World Series Games 3, 4, and 5October 28, 2008 at 12:52 am | Posted in Baseball, Rays, World Series | 2 Comments
So here it is Monday night and I haven’t posted anything since late Thursday night. I’ve been busy, but the reality is that I haven’t wanted to write any recap posts because I wanted to forget about the last couple of games as soon as they ended. But, in case you were wondering what my thoughts have been, here you go…
- Jamie Moyer pitched a lot better than I thought he would, and Matt Garza was worse than I thought he’d be, but I think that the home plate umpire had a lot to do with it. It was horribly frustrating to watch the umpire, some schmoe named Fieldin Culbreth, call a strike for every Moyer pitch that was anywhere near the strike zone, and then call a ball when Garza would throw a pitch to the exact same location.
- Carlos Pena and Evan Longoria continued to frustrate me. Not only did neither of them have a hit through the first three games of the series, but they both looked totally clueless in their strikeouts. It was clear that the Rays would not be able to win this series unless their #3 and #4 hitters could somehow wake up.
- B.J. Upton was carrying the team on his back. He seemed to be the only player who was playing with any competitive spark. I really wish he could transfer that to his teammates. I’ll always remember how amazing it was when he single-handedly tied the game with his baserunning in the 8th inning. First, he runs out an infield single with his hustle to get on base. Then he steals second. And then he steals third, and winds up scoring on a throwing error on the play! It’s hard to believe that it was only a few months ago that he was benched by Joe Maddon for not hustling!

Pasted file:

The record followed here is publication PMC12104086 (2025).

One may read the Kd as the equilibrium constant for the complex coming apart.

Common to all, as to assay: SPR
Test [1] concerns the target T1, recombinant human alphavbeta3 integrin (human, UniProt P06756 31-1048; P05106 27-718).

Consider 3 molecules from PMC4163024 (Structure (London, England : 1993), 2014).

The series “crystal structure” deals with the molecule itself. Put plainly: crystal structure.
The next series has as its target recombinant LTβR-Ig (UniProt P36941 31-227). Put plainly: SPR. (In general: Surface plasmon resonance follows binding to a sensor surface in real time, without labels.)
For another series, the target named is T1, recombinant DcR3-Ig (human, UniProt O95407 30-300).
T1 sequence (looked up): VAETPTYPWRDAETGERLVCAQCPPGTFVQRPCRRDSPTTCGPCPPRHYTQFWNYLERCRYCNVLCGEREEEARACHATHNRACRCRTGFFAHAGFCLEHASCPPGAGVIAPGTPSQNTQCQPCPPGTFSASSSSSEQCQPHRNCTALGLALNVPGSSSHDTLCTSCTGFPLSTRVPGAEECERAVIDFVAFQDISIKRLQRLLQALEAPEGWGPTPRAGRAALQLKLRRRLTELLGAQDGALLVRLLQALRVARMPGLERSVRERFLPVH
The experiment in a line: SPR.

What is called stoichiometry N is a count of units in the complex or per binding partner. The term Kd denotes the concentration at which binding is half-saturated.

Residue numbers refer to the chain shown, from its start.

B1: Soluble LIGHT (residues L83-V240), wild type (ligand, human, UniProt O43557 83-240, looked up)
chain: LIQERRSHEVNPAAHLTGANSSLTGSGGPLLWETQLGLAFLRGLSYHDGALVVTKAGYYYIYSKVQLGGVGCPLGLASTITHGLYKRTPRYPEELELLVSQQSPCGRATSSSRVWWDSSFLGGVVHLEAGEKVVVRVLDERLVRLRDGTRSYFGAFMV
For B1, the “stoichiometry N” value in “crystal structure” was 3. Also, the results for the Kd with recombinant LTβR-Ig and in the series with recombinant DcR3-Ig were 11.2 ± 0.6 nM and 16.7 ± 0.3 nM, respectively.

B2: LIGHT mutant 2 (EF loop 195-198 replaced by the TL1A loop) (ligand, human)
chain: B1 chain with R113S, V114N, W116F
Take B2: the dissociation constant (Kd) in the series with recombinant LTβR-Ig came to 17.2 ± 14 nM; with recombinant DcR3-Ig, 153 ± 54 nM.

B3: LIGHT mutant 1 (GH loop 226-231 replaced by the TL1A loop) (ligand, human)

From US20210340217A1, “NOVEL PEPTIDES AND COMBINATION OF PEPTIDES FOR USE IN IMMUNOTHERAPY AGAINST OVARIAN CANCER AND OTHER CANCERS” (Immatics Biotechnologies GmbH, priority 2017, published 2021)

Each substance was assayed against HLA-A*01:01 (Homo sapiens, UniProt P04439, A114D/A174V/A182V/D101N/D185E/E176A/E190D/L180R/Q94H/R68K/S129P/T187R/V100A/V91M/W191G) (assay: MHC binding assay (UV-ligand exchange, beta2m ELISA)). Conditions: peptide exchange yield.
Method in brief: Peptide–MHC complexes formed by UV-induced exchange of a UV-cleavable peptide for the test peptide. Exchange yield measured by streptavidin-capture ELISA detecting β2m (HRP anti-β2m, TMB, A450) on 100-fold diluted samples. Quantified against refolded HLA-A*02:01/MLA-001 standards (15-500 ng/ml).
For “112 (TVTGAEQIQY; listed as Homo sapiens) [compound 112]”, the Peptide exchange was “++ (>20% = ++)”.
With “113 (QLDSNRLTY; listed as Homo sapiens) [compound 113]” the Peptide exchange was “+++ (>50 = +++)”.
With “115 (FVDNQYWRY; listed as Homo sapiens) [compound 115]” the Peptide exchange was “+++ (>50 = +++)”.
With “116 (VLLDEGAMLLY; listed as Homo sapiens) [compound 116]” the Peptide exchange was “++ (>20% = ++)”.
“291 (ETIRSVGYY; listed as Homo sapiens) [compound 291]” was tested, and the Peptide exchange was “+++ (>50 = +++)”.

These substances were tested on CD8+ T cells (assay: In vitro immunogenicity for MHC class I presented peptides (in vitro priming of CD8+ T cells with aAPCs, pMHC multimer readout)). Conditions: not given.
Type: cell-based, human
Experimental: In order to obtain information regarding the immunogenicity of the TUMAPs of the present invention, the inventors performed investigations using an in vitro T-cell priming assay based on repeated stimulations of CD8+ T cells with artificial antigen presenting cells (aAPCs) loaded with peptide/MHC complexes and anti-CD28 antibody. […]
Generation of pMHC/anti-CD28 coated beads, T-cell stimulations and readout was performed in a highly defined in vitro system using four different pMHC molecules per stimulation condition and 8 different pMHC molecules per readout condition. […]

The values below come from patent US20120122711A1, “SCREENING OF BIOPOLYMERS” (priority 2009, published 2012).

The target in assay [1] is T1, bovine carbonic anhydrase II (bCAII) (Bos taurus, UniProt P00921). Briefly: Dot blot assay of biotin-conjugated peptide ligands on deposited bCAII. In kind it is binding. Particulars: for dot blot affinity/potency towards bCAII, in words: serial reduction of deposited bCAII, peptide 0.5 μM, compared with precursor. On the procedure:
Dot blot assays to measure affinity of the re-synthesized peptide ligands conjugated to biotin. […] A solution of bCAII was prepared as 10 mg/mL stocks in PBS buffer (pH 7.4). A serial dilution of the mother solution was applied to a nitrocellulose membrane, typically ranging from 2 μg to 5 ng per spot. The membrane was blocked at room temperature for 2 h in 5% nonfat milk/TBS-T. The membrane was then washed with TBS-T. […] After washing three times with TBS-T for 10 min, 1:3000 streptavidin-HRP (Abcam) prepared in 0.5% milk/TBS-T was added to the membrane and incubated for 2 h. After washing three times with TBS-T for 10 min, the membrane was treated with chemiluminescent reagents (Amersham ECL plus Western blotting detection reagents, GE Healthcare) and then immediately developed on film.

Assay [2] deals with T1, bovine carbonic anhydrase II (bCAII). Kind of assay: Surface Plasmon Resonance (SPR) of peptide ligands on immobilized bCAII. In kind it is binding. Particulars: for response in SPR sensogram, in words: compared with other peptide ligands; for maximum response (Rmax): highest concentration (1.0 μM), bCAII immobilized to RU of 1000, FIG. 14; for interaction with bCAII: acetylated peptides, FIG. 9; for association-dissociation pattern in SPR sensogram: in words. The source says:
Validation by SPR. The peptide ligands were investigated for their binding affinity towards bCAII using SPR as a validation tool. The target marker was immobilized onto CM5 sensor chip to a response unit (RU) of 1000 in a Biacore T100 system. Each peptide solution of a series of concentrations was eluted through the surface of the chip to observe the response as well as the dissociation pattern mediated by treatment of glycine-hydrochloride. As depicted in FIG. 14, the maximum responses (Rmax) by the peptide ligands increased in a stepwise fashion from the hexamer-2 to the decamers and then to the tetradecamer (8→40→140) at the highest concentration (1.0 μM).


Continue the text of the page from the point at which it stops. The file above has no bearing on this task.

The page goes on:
- My happy memories from the top of the 8th inning were wiped out by the events of the bottom of the 9th. It’s hard to score a run by having to do less than what the Phillies had to do. First, J.P. Howell hits Eric Bruntlett with a pitch to put him on first. Grant Balfour replaces Howell, and he throws a wild pitch, on which Bruntlett advances to second. Dioner Navarro throws the ball into the outfield, moving Bruntlett to third. At this point, there are no outs, and it’s likely only a matter of time before Bruntlett crosses the plate for the winning run. But Joe Maddon goes crazy with some sort of “strategy”. He has the next two hitters intentionally walked to get to Carlos Ruiz, who has been swinging a hot bat. He moves Ben Zobrist from right field to the infield and goes with a five-man infield. That’s OK since any ball hit into the outfield is going to score Bruntlett anyway. But none of that matters when Ruiz hits a grounder to third, and Evan Longoria throws it over Navarro’s head as Bruntlett scores.
- I wanted to strangle Joe Buck to death in the 4th inning. It wasn’t because of his horrible announcing, or because he dislikes baseball, but because he decided to give away the outcome of the Penn State vs. Ohio State football game for no reason. As a huge Penn State fan and alumnus, I had decided earlier in the day to record the football game and watch the baseball game live. The only reason was that on ABC during football games, they show the World Series score on the bottom of the screen. I knew that Fox did not show football scores during its baseball coverage. Anyway, during the rain delay I watched the first half of the football game. It was tied 3-3 going into half time. I couldn’t wait to watch the second half after the end of the baseball game. And then in the 4th inning, out of nowhere, Joe Buck says “well, the football game just ended and Penn State won”. That was all he said. I was obviously happy that Penn State won, but the second half was completely undramatic for me when I watched it. I have no idea why Buck had to give away the result. It was almost like he was intentionally trying to piss me off. And there are a ton of Phillies fans who are also Penn State fans, so he probably pissed off a lot of people.
- Game 4 was an absolute nightmare for me.